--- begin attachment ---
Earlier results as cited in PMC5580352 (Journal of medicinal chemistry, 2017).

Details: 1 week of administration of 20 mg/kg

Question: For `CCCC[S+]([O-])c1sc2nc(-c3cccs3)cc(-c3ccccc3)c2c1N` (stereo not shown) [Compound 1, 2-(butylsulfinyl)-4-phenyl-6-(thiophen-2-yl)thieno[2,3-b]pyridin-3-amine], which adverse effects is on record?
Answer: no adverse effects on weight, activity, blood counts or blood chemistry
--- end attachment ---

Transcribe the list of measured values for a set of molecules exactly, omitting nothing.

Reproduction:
Earlier results as cited in PMC5580352 (Journal of medicinal chemistry, 2017).

Details: 1 week of administration of 20 mg/kg

Question: For `CCCC[S+]([O-])c1sc2nc(-c3cccs3)cc(-c3ccccc3)c2c1N` (stereo not shown) [Compound 1, 2-(butylsulfinyl)-4-phenyl-6-(thiophen-2-yl)thieno[2,3-b]pyridin-3-amine], which adverse effects is on record?
Answer: no adverse effects on weight, activity, blood counts or blood chemistry